Local Butterfly

I must admit that age (I turned 70 this past May) is finally taking its toll. Between the climb to the hilltop observation tower and the hike over to the ruins in the extreme heat and humidity I was thrashed. Even consuming 2-litres of water didn’t stave off the inevitable dehydration and fatigue. When we finally returned to the central compound I crashed on the cool cement floor (and promptly fell asleep) for an hour to recover my strength. Age is a cruel taskmaster but I continue to persevere albeit at a much slower pace.

Large Abandoned Wasp (or Hornet’s) Nest Found in the Ruins

The rest of the afternoon and evening was spent with James and Ricardo running errands in various local Maya communities. Along the way we experienced the glorious thunderstorm that temporarily cooled things down a bit. The term biocultural plays a large role in the reserve’s designation: Kaxil Kiuic Biocultural Reserve. An underpinning of the reserve’s philosophy is that you can’t ask the local indigenous community to give up things (like farmland to protect the forests) without giving them something in return—it has to be a win-win situation. Ask the locals to give up subsistence hunting and poaching (for food and profit) and you must offer something in return.

James Standing in Front of Some of the Reserve’s Outlying Structures

A good example of this philosophy occurred while we were visiting: two young men came onto the reserve with a captured 5-foot Boa Constrictor that had just consumed a large rooster. They wanted money for the snake but when James and Ricardo explained they couldn’t buy or traffic in wildlife they accepted two hundred seedlings in exchange. They could either plant the seedlings for themselves or sell them for a profit. This might seem like a small thing (a fine line as it were) to the uneducated but it’s important that locals aren’t encouraged to traffic in indigenous wildlife to extort money.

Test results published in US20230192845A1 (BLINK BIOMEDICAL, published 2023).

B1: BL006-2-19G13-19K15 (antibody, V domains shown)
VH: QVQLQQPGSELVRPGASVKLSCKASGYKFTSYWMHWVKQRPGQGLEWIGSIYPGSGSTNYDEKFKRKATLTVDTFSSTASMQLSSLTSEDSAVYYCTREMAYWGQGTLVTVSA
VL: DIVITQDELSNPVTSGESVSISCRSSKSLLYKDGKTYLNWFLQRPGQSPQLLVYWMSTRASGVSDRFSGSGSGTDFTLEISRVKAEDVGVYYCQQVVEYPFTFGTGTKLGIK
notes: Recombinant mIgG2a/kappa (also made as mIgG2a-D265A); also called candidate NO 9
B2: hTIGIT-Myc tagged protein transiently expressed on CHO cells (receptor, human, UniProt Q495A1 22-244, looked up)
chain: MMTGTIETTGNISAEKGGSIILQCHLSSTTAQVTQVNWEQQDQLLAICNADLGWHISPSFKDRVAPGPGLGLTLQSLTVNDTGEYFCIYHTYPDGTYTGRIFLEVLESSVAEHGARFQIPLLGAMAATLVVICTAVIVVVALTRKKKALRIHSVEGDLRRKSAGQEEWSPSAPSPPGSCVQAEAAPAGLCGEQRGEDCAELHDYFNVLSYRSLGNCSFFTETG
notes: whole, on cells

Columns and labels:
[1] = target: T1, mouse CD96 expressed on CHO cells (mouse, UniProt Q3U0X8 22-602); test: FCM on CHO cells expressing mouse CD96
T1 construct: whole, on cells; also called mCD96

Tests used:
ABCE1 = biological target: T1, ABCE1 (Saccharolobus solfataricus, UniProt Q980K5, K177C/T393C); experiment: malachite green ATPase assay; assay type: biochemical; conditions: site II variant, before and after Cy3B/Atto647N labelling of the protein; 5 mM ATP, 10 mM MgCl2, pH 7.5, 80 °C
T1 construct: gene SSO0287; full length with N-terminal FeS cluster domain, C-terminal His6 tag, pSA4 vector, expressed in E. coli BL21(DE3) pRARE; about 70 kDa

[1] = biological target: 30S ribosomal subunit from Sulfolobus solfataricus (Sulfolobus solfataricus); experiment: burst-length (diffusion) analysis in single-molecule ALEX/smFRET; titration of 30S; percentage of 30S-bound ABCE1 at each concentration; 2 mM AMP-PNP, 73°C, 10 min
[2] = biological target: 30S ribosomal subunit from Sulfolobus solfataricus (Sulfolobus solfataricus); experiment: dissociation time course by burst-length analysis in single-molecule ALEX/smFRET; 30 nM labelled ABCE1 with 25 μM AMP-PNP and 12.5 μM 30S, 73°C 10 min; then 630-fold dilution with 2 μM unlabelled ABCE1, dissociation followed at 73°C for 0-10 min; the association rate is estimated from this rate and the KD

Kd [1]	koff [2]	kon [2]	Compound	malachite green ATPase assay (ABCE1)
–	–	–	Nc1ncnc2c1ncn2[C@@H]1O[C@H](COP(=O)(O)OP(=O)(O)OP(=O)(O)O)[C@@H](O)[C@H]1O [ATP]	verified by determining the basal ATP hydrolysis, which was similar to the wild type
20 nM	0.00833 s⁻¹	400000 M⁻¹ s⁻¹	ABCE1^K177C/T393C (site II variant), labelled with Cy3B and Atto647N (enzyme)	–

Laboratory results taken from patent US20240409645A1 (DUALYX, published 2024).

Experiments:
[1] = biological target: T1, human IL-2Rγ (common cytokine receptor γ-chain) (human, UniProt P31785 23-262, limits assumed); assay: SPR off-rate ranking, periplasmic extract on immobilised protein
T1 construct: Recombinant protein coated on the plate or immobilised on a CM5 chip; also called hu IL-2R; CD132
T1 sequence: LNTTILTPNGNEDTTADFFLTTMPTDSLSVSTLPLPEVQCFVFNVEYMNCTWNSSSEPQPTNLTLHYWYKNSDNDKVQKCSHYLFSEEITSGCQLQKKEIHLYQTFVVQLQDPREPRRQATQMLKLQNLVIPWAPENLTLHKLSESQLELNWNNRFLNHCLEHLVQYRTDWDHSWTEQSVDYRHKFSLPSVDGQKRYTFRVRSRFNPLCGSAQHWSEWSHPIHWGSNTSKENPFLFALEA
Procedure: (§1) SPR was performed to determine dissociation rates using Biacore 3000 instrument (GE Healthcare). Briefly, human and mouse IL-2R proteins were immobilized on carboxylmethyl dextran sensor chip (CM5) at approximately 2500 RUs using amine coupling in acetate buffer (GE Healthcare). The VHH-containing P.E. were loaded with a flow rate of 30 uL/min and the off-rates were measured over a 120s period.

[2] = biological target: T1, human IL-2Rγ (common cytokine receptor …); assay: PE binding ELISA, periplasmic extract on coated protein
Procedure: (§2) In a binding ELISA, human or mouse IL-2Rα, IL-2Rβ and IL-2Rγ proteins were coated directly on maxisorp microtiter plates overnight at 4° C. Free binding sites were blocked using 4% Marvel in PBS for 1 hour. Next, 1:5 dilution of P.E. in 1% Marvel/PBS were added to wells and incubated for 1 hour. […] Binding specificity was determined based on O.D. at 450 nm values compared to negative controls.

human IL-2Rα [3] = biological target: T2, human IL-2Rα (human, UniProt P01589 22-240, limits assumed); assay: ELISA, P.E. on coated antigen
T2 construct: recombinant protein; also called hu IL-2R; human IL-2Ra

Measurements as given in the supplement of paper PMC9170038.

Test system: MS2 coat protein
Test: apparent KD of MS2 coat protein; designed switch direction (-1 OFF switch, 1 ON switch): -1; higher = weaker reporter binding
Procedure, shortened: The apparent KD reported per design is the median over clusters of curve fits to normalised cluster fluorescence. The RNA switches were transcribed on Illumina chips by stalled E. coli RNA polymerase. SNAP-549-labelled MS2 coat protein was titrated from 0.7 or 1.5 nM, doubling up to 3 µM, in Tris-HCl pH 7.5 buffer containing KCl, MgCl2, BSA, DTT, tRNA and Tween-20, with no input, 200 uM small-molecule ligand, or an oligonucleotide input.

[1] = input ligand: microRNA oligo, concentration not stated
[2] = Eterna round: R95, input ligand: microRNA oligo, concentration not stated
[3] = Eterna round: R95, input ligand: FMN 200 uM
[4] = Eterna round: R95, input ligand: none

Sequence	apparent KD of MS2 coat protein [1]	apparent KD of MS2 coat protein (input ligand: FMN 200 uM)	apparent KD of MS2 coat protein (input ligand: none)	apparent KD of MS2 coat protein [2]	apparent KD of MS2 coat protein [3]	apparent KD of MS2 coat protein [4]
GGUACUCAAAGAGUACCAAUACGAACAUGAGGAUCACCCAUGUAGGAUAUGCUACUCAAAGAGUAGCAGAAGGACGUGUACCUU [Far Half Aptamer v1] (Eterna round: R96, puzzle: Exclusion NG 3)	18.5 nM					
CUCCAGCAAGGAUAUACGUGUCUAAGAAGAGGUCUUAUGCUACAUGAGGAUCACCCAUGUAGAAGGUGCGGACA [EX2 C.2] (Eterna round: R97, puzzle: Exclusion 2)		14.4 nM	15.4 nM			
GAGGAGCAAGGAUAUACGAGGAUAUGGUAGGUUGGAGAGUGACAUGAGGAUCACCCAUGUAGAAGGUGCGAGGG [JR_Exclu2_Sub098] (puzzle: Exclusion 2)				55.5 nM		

Shawn A. Dennstedt

James and his crew (primarily Evelio and his sons) have created an extensive seed bank and nursery to introduce native plants back into the forest. They’ve been very successful and have donated back over 300,000 plants to local families. The reserve’s philosophy is multifaceted and comprehensive and thankfully ongoing. I may not have all of my facts and figures correct (and for that I apologise) because I wasn’t taking notes—these observations are all from memory. And as mentioned before my memory might have been impaired with the extreme heat and humidity. Getting old is a tough gig and my recommendation is not to do it if you can help it.

Note: This will probably be my last visit to Kaxil Kiuic (and Yucatan) because once I return to the States brother Joel and I are off to continue our world trek while we still can. I will have many fond memories of Merida, the Yucatan and especially the reserve. I spent many an hour sitting with Evelio in front of his house photographing Toucans and other sundry birds and Kinkajous that wandered into his yard every evening at sundown. I don’t speak Mayan and my Spanish is atrocious but somehow we seemed to communicate. Many thanks to James Callaghan and Markus Tellkamp for their friendship and hospitality over the years—they will never be forgotten. And thank you for giving my son the chance to experience the place that has given me so much pleasure over the years. James told me that Evelio heard a Jaguar vocalising a few nights ago—the Jaguar still survives as the apex predator of  Yucatan. May it always be so. SFD